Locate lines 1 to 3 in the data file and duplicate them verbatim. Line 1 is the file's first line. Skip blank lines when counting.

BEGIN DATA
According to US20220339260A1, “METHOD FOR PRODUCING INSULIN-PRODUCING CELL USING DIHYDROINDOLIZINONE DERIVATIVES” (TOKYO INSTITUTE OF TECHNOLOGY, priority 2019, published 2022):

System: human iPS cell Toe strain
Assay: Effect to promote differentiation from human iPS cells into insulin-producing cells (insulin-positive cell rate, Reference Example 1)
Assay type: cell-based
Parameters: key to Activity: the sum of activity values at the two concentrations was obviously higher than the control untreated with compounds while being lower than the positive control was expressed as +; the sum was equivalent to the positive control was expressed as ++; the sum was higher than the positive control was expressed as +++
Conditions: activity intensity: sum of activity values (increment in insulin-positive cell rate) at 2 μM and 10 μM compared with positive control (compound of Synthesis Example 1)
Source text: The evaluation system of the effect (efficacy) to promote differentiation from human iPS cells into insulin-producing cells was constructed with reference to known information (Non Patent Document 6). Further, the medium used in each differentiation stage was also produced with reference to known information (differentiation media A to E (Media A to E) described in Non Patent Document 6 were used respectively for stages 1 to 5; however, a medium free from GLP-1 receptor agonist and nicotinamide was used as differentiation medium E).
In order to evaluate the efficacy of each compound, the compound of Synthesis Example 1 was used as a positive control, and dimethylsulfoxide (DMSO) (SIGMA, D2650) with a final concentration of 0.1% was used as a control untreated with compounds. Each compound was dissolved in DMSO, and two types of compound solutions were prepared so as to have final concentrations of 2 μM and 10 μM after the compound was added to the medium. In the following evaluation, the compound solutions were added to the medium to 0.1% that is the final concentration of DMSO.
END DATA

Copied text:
According to US20220339260A1, “METHOD FOR PRODUCING INSULIN-PRODUCING CELL USING DIHYDROINDOLIZINONE DERIVATIVES” (TOKYO INSTITUTE OF TECHNOLOGY, priority 2019, published 2022):

System: human iPS cell Toe strain
Assay: Effect to promote differentiation from human iPS cells into insulin-producing cells (insulin-positive cell rate, Reference Example 1)